522240 (max macroblocks) * 16*16 (macroblock size in pixels) / (2560 * 1440) (my screen resolution) = ~36fps.


Cisco CMS with its 0D level seems to give me a ceiling of 11880 macroblocks per second. My current screen resolution of 2560x1440 consist of 14400 macroblocks though, I think you see the problem too. With my current screen resolution I'd get less than 1fps. Probably that's what my average would be, according to edge://webrtc-internals screen sharing fluctuates somewhere between 0-4fps. 


Wrapping things up from here:

Cisco lowering the max. screen resolution to 720p in CMS 3.7.1 won't fix the problem, you just get a few fps more before you hit the max. macroblock ceiling again. Cisco devs probably need to adjust the profile-level-id to some appropriate value.

How could someone verify this suspicion?
- Fire up Burp Proxy intercept traffic, replace CMS' profile-level-id 42800D with Microsofts value 42C02A and see what happens.


If this turns out to be the problem someone at Cisco owes me a beer.


Final edit, 27. July 2023:

  • Issue seems to be browser related (chromium to be precise)

As noted in one of the initial postings this indeed seems to be true. I am by now convinced that it is a client side bug that affects Edge and Chrome (Edit: 01. August: Not so sure about that anymore after diving into some wireshark traces. If I interpret them correctly it seems like the webbridge itself is the source of the profile-level-id 42800D, not the clients). Maybe everything else that is running on top of Chromium.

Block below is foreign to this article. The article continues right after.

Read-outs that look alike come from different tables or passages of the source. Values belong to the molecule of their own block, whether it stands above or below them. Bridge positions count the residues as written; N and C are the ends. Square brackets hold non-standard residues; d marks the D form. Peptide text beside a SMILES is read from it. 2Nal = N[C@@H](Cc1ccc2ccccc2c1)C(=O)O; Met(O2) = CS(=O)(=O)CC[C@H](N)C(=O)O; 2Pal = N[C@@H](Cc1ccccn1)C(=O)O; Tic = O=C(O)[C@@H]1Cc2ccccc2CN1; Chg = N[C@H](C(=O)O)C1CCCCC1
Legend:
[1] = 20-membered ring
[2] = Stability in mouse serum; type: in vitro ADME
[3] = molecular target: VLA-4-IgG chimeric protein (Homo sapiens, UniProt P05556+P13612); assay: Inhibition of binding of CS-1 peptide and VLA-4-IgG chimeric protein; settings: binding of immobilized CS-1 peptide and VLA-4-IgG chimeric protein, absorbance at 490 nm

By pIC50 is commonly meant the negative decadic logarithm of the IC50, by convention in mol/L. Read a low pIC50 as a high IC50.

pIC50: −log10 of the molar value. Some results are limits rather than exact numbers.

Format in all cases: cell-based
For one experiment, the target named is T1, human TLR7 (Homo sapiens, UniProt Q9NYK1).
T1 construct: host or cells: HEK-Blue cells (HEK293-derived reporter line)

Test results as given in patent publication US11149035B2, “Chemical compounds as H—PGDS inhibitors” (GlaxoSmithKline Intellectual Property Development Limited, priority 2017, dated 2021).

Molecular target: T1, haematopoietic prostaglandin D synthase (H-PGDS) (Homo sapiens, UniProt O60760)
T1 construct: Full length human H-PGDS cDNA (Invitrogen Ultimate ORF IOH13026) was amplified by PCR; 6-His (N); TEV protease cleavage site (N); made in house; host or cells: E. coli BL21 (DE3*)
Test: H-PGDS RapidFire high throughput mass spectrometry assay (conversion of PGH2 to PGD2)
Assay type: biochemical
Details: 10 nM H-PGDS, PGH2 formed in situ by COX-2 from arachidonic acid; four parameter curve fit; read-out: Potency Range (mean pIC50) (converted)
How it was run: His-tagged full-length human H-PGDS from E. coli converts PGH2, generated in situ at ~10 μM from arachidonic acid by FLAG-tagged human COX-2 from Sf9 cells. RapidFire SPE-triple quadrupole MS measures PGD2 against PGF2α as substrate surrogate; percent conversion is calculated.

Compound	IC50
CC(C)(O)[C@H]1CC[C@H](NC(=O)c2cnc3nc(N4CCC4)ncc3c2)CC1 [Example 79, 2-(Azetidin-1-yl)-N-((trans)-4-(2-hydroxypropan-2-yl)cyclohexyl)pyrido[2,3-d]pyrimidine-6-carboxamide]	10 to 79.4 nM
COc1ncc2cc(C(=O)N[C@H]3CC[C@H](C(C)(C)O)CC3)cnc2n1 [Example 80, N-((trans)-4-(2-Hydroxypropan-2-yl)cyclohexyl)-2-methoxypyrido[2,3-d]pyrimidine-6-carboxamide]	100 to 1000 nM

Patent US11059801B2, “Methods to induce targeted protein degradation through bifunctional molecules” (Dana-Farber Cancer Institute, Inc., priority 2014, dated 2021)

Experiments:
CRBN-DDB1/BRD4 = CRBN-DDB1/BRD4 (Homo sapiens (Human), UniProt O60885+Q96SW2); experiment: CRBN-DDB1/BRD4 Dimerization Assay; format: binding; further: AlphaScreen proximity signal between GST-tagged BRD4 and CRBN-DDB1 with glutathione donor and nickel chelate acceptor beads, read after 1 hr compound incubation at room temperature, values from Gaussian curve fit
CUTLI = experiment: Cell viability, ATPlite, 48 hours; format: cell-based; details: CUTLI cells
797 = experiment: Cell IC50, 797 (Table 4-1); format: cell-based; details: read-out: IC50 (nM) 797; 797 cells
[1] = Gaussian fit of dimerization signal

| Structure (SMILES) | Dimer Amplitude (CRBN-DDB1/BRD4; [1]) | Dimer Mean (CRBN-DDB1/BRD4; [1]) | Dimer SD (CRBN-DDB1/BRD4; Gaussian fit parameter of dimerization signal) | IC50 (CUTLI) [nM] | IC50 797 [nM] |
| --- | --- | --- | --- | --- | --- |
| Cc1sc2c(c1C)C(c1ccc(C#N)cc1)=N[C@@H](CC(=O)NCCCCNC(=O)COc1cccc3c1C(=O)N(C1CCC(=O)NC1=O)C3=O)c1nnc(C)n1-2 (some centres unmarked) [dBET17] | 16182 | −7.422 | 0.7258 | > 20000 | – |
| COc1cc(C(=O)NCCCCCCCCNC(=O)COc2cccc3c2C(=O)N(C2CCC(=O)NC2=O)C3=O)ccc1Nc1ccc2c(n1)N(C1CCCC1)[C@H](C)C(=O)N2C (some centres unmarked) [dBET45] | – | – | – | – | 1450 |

In Firefox we experience no major issues. Upon checking what profile-level-id Firefox uses, I noticed that it is 42e01f which translates into decimal value 31. This means Firefox in my setup uses h264 level 3.1 which supports those maximum resolutions/frame rates (or 108000macroblocks/second which is 10x more than Edge in my setup supports):

  • 720×480@80.0
  • 720×576@66.7
  • 1,280×720@30.0

If this turns out to be the problem someone at Cisco owes me a beer.


I second that!   Cheers!!   


Edit: Opened a TAC case.

Allright guys, care to help me out?
Tried to simplify troubleshooting this issue as much as I can. I'm fairly certain that this problem isn't related to our custom CMS configuration. Curious if somebody else is measuring the same or similar values like I do.

Based on the values I measure I suspect that this is what is happening when presenting in CMS.

Untitled Diagram.drawio (2).png


Tool: Quick WebRTC Video Quality Checker (Attached as .zip-> rename .txt file inside to .html)

  1. Either download & rename the file in the attached .zip here and skip to step 4. or
  2. Copy code from here Quick WebRTC Video Quality Checker -
  3. Paste it here W3Schools Tryit Editor
  4. Start up CMS, share your full screen
  5. Open a tab with chrome://webrtc-internals or edge://webrtc-internals
  6. Check what profile-level-id value you get in your RTP upstream for the presentation (Ctrl+F -> "Screenshare")
  7. Check what profile-level-id value you get in your RTP downstream
  8. Optional: Post the result here


Preview of the tool in the attached .zipPreview of the tool in the attached .zip


Current screen resolution:2560x1440
Browser (Name, Version):Check table below